Reimagining the stories of Western Australia

Wednesday 14 December 2016

Culture and the Arts Minister John Day acknowledged the work of the State Library and its many supporters in marking the 60th anniversary of the State’s oldest and most significant collection of heritage documents.

Sixty years after the State’s Public Library was renamed the State Library of Western Australia and a new section devoted to West Australian materials was named the J. S. Battye Library of West Australian History, the Library is now a vital source of primary materials for researchers, family historians, students and anyone interested in WA.

Amanda Curtin, author of Elemental, shortlisted in the 2014 WA Premier’s Book Awards, said the Battye Library was a source of inspiration for her and many others researching for both fiction and non-fiction writing. 

Minister John Day recognised the milestone by launching a pocket publication for tourists and visitors that features some of the treasures in the J.S. Battye Library of West Australian History and announcing the State Library’s 2017 calendar of events.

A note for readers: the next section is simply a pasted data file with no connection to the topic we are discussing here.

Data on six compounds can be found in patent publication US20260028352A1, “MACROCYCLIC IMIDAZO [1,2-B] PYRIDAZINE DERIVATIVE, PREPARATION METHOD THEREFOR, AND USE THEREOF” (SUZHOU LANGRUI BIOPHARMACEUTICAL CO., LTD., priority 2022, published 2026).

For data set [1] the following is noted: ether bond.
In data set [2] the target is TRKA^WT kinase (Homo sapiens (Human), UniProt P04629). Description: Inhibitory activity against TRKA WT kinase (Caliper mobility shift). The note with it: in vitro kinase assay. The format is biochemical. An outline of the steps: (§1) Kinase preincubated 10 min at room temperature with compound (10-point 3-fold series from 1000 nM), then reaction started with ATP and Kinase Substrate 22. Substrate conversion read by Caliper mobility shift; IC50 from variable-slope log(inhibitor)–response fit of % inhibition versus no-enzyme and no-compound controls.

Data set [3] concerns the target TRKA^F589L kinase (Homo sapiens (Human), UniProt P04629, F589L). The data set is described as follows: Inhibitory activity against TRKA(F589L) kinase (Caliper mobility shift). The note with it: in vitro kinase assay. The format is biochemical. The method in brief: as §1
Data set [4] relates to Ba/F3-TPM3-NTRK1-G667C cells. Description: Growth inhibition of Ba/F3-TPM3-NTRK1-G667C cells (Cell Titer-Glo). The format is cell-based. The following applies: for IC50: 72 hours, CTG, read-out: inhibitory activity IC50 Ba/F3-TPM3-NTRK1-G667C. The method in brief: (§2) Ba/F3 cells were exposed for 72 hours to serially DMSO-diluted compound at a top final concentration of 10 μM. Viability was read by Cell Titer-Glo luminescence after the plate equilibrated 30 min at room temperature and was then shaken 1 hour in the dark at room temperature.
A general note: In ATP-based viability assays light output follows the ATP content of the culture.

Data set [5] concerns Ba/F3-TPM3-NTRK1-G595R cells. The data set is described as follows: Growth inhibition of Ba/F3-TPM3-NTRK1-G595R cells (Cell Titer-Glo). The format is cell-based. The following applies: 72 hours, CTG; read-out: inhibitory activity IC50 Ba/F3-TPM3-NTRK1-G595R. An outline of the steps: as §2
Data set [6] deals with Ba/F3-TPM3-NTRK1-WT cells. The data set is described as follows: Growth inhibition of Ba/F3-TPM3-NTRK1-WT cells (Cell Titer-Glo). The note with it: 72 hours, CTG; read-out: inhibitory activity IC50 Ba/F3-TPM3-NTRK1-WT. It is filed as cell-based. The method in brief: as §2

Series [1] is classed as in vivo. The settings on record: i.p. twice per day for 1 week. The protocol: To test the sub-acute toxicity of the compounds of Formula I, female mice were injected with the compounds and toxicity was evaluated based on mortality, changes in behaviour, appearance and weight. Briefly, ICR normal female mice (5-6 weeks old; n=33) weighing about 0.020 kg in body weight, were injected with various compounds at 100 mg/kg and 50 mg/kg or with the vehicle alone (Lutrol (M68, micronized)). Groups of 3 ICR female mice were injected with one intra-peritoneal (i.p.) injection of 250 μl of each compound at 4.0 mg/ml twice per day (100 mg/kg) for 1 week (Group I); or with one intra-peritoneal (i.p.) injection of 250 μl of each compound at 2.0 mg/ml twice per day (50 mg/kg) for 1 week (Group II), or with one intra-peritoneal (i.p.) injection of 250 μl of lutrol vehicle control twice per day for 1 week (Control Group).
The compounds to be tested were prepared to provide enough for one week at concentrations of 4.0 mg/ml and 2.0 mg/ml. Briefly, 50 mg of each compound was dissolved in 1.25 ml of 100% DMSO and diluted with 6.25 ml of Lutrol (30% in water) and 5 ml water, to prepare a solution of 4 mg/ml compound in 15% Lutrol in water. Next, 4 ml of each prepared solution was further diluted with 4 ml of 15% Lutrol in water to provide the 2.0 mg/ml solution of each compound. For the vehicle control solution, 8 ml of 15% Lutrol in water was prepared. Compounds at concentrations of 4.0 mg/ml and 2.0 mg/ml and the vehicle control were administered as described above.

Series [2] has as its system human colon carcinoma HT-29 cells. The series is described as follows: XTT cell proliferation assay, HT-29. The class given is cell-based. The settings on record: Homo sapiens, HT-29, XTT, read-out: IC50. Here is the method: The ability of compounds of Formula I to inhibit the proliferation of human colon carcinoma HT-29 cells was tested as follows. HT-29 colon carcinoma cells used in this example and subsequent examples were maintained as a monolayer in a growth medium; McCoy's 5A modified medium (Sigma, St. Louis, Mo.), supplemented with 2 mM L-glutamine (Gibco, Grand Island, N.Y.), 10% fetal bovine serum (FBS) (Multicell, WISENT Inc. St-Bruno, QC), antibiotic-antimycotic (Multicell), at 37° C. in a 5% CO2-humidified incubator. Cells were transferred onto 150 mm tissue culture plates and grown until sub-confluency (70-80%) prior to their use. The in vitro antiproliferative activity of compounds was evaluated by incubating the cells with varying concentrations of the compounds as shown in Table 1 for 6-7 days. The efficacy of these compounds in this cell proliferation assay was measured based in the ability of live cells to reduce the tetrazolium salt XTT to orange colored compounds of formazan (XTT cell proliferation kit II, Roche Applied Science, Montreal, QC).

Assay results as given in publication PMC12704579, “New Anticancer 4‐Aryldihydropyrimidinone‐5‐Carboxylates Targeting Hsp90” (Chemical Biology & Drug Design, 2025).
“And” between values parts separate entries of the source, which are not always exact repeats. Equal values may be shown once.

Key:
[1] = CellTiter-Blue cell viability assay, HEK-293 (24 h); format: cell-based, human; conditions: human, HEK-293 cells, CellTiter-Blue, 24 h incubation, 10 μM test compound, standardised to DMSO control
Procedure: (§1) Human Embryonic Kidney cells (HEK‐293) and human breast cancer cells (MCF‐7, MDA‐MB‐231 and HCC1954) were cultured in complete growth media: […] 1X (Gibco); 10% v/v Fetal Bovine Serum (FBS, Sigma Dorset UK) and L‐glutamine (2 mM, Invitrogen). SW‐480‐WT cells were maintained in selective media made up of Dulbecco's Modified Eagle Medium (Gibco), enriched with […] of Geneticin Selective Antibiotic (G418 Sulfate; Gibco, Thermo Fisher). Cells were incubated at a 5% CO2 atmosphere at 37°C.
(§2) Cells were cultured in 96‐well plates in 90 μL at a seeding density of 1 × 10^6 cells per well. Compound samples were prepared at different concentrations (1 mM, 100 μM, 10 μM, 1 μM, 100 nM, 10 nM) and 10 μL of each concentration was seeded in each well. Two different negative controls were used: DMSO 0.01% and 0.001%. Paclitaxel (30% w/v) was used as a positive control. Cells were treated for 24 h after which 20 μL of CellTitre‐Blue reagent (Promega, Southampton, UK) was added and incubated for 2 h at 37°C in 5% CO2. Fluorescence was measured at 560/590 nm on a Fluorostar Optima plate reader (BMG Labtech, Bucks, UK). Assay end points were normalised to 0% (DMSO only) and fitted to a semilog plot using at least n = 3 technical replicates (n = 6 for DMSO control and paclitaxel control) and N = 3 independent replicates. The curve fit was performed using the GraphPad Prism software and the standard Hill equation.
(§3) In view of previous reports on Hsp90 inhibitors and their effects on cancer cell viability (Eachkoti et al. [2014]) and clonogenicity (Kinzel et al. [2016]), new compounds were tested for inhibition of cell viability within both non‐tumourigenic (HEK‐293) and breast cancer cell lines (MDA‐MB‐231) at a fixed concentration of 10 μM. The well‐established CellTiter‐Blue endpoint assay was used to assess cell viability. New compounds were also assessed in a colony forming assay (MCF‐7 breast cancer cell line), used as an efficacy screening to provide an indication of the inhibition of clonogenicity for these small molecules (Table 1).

“The State Library benefits all Western Australians through treasuring the stories of WA. This free pocket publication of treasured items together with a vibrant calendar of events helps us connect with our past and build our documentary, visual and oral heritage for future generations’, the Minister said.

The pocket publication reflected some of the images that are also on display in a 27m long window decal installed on the ground floor widows of the State Library.

In 2017, the State Library will challenge Western Australians to re-imagine their story by exploring and discovering their heritage through the collections in the J.S. Battye Library of West Australian History.

Fact File:

Extra information: J S Battye Library of West Australian History

The Battye Library was named to honour Dr James Sykes Battye who commenced duty as Librarian in 1894 and who died aged 83 having been in charge of the Library for 60 years. Dr Battye was instrumental in the collection of West Australian heritage materials.

The adjective West in the Battye Library’s name was deliberately chosen instead of Western to indicate that the focus of the collections went further back than 1829, when Western Australia officially came into existence.

The Battye Library collections include: 108,000 book titles; 1,000 newspaper titles; 25,000 magazine titles; 34,000 maps and over 100,000 pieces of ephemera. Archival collections include: 4,200 metres of private archives (the records of clubs, associations, businesses, churches and individuals); over 700,000 pictorial images; over 7,500 oral history interviews (comprising nearly 17,000 hours of tape); and over 12,000 films, videos and DVDs. These collections are a primary source for any information relating to Western Australia, whether historical or current.


Minister’s office - 6552 6200


Last updated on: 19 December 2016